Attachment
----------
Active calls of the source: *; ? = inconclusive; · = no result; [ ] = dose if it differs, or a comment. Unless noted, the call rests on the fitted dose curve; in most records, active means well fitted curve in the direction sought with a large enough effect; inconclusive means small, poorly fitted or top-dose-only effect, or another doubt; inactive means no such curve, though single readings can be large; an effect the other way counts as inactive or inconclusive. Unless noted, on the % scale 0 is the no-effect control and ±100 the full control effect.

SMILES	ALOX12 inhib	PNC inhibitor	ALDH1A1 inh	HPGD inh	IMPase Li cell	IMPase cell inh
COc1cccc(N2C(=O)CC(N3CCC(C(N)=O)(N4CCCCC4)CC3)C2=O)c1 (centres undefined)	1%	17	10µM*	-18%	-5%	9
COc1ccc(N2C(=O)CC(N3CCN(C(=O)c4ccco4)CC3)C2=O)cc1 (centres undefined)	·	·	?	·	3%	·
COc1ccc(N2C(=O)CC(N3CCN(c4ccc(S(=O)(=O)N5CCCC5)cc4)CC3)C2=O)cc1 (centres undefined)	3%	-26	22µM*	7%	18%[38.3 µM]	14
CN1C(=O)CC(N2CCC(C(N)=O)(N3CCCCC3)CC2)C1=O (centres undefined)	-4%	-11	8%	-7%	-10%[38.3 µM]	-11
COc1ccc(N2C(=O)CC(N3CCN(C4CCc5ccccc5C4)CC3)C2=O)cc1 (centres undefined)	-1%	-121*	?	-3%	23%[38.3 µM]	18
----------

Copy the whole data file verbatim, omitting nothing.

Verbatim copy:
Active calls of the source: *; ? = inconclusive; · = no result; [ ] = dose if it differs, or a comment. Unless noted, the call rests on the fitted dose curve; in most records, active means well fitted curve in the direction sought with a large enough effect; inconclusive means small, poorly fitted or top-dose-only effect, or another doubt; inactive means no such curve, though single readings can be large; an effect the other way counts as inactive or inconclusive. Unless noted, on the % scale 0 is the no-effect control and ±100 the full control effect.

SMILES	ALOX12 inhib	PNC inhibitor	ALDH1A1 inh	HPGD inh	IMPase Li cell	IMPase cell inh
COc1cccc(N2C(=O)CC(N3CCC(C(N)=O)(N4CCCCC4)CC3)C2=O)c1 (centres undefined)	1%	17	10µM*	-18%	-5%	9
COc1ccc(N2C(=O)CC(N3CCN(C(=O)c4ccco4)CC3)C2=O)cc1 (centres undefined)	·	·	?	·	3%	·
COc1ccc(N2C(=O)CC(N3CCN(c4ccc(S(=O)(=O)N5CCCC5)cc4)CC3)C2=O)cc1 (centres undefined)	3%	-26	22µM*	7%	18%[38.3 µM]	14
CN1C(=O)CC(N2CCC(C(N)=O)(N3CCCCC3)CC2)C1=O (centres undefined)	-4%	-11	8%	-7%	-10%[38.3 µM]	-11
COc1ccc(N2C(=O)CC(N3CCN(C4CCc5ccccc5C4)CC3)C2=O)cc1 (centres undefined)	-1%	-121*	?	-3%	23%[38.3 µM]	18